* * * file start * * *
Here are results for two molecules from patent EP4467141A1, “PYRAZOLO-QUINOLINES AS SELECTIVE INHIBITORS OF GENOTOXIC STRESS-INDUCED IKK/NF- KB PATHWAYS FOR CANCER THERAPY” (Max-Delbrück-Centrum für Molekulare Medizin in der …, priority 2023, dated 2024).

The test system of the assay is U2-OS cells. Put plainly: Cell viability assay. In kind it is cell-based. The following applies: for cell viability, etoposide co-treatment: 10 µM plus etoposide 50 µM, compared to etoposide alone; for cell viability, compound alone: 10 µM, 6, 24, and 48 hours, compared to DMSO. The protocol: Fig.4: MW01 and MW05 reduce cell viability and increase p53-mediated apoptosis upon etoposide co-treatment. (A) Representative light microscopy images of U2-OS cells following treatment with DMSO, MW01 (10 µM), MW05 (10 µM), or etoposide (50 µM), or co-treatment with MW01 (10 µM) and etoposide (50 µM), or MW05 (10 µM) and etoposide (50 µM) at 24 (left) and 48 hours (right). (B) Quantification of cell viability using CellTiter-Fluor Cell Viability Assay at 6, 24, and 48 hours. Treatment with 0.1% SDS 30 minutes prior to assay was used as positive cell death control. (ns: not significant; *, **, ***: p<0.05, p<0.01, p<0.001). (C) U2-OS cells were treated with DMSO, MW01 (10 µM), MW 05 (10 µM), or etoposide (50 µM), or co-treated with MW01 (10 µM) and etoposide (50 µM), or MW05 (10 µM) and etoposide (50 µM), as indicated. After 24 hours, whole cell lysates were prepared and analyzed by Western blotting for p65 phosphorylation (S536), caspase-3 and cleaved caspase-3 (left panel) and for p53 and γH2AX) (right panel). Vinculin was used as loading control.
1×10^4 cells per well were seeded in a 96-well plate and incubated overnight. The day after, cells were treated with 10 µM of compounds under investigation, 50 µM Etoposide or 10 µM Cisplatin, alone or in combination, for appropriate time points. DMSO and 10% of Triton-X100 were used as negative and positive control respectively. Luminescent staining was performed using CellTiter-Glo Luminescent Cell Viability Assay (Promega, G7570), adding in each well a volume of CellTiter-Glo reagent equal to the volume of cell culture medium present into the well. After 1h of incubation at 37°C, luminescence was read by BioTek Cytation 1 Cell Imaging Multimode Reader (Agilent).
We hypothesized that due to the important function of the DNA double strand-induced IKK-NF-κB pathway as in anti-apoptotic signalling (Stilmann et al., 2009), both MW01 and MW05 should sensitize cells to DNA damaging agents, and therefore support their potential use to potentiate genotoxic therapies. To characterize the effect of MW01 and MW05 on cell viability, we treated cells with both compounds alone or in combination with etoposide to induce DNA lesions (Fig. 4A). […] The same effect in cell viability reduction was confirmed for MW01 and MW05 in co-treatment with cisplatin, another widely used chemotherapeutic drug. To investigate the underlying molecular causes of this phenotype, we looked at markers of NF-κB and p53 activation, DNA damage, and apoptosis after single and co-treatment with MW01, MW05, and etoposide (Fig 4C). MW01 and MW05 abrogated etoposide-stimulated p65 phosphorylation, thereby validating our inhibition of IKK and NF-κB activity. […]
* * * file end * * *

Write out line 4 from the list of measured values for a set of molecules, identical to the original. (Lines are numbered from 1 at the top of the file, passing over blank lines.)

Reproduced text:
We hypothesized that due to the important function of the DNA double strand-induced IKK-NF-κB pathway as in anti-apoptotic signalling (Stilmann et al., 2009), both MW01 and MW05 should sensitize cells to DNA damaging agents, and therefore support their potential use to potentiate genotoxic therapies. To characterize the effect of MW01 and MW05 on cell viability, we treated cells with both compounds alone or in combination with etoposide to induce DNA lesions (Fig. 4A). […] The same effect in cell viability reduction was confirmed for MW01 and MW05 in co-treatment with cisplatin, another widely used chemotherapeutic drug. To investigate the underlying molecular causes of this phenotype, we looked at markers of NF-κB and p53 activation, DNA damage, and apoptosis after single and co-treatment with MW01, MW05, and etoposide (Fig 4C). MW01 and MW05 abrogated etoposide-stimulated p65 phosphorylation, thereby validating our inhibition of IKK and NF-κB activity. […]